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In-vivo non-invasive motion tracking and correction in High

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					 3D non-invasive motion tracking and correction in
    High Intensity Focused Ultrasound therapy

  Fabrice Marquet, Mathieu Pernot, Jean-Francois Aubry, Gabriel Montaldo, Mickael
                             Tanter and Mathias Fink
                         Laboratoire Ondes et Acousitque,
                   ESPCI, Université Paris VII, CNRS UMR 7587,
                      10 rue Vauquelin, 75005 Paris, France.
                         email : fabrice.marquet@espci.fr


Motion tracking techniques have been widely investigated in medical applications such as
radiotherapy and imaging. Respiratory gating is a conventional technique for addressing the
problem of breathing motion. External sensors are monitored during the treatment, and the
therapeutic beam is switched off whenever the target is outside a predefined window. Most
of the current commercial systems allow the operator to monitor the amplitude of
displacement and not its direction. Therefore, although external sensors can be used to
optimise the delivered dose and to reduce the effect of large motion, no feedback is
introduced in the therapeutic or imaging system to correct the motion. In this study, we
present an novel ultrasound-based method for tracking the 3D motion of tissues in real-
time. This technique is based on tracking temporal shifts in the backscattered RF signals (i.e.
speckle) resulting from the displacements of the tissues.

The main advantage of ultrasound-based methods is the high penetration rate of ultrasound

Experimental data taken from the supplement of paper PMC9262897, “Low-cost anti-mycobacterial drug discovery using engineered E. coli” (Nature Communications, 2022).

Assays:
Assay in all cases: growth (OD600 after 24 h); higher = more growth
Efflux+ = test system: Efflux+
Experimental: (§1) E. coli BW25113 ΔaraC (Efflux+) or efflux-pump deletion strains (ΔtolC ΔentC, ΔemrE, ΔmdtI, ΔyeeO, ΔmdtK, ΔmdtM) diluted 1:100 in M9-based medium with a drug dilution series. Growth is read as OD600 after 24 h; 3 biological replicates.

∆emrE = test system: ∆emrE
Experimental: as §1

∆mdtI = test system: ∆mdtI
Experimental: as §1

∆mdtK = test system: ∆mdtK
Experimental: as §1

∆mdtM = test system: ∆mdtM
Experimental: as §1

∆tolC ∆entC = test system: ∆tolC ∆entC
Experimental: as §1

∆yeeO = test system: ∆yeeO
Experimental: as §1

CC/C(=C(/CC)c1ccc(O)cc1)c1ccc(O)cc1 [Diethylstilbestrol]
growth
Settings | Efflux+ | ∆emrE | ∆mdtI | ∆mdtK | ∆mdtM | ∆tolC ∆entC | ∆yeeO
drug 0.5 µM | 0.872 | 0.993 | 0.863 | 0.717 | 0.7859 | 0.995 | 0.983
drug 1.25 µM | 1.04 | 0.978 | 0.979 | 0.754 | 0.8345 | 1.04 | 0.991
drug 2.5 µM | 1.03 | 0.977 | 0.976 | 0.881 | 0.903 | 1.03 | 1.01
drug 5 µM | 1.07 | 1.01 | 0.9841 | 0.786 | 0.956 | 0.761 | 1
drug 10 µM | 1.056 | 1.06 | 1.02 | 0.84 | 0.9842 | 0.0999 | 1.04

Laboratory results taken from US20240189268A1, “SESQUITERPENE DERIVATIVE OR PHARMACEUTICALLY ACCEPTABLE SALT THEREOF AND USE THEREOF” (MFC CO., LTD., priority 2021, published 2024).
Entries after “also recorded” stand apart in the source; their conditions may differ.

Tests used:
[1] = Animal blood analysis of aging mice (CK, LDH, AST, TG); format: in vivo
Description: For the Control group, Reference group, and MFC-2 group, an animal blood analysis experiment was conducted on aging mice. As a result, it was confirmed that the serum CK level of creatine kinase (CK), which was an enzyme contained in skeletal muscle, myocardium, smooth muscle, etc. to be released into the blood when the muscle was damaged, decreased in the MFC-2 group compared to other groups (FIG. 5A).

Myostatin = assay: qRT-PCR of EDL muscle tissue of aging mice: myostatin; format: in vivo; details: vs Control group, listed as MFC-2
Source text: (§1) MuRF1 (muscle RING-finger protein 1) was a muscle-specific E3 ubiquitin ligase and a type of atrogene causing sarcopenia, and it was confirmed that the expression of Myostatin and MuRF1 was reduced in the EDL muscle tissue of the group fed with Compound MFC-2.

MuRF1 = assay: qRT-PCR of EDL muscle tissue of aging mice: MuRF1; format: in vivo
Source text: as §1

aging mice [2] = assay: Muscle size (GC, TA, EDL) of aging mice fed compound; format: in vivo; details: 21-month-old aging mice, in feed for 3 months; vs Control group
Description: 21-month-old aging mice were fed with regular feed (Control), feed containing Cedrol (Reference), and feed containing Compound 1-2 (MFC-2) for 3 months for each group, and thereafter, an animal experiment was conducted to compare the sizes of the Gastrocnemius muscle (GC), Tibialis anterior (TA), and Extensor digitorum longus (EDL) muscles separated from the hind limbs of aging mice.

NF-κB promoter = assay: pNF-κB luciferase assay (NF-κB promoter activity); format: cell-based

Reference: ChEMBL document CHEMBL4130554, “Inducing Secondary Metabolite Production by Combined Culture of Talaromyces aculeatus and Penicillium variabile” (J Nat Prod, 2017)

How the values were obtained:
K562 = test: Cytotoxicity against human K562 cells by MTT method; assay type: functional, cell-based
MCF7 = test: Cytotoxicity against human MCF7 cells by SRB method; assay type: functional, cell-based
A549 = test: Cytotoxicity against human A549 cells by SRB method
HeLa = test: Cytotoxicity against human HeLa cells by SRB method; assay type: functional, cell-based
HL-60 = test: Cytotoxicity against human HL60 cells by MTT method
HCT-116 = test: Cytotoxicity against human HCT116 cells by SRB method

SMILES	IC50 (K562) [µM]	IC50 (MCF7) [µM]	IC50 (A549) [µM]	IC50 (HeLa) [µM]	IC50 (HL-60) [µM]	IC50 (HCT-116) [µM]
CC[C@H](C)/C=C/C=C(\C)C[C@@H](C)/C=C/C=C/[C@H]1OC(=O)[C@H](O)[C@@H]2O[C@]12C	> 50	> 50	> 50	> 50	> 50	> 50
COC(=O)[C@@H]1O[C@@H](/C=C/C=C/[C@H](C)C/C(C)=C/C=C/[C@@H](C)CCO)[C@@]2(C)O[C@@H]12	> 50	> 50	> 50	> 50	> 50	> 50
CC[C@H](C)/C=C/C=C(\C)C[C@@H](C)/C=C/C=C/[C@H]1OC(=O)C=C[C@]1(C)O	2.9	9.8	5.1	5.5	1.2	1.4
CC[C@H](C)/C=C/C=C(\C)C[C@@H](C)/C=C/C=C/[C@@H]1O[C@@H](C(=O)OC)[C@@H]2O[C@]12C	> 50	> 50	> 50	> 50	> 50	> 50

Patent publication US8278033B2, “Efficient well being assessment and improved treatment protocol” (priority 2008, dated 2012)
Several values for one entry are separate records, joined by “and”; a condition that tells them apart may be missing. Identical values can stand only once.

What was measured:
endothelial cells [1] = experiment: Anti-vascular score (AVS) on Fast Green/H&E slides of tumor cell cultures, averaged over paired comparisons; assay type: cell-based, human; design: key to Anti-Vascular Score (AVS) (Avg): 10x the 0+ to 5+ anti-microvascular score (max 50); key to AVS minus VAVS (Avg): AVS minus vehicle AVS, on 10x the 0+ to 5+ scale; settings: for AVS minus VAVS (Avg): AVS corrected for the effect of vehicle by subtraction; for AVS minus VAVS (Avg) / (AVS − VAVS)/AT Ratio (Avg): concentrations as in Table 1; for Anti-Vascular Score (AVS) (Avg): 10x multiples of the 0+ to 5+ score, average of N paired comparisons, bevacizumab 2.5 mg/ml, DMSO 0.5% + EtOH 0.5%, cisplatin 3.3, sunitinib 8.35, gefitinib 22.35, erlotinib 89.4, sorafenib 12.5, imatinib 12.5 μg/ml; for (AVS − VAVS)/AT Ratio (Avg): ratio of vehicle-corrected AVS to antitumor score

in the human body and their real-time capabilities. Unlike other motion tracking techniques,
the method that we propose works without any implanted markers. Moreover, this method
can be integrated easily in a High Intensity Focused Ultrasound (HIFU) multi-channel
system. HIFU is a promising technique for non-invasive treatments of localized tumours in
various organs, such as liver, prostate, kidney, brain and breast. A high power ultrasonic
transducer is used to focus ultrasound in a small region and to generate a lesion through
thermal and mechanical effects. Then, the treatment of large tumours is achieved by
scanning mechanically or electronically the focus over the region of interest. However,
abdominal organs can move as much as 10 mm over the breathing cycle with speeds of up
to 10mm.s-1.

This technique is implemented on an 1MHz HIFU probe made of 192 elements (IMASONIC,
Besançon, France) driven by a home made fully programmable transmit/receive multi-
channels system. The 3D position information is used in real time as a feedback for the HIFU
system: the transmit delays are modified instantaneously in order to electronically steer the
high-power ultrasonic beam towards the corrected location. Acoustic intensity can reach
2000W.cm-1 at the geometrical focal point (80 mm focal distance). In vivo experiments have
been conducted on the liver of anesthetized pigs. Series of measurements were done on
ventilated pigs with ventilation volume ranging from 200mL to 800mL and ventilation
frequency from 0.3Hz to 0.5Hz. The system is able to follow respiratory motion up to 20
mm.s-1 with a precision of 4% during several minutes without any drift.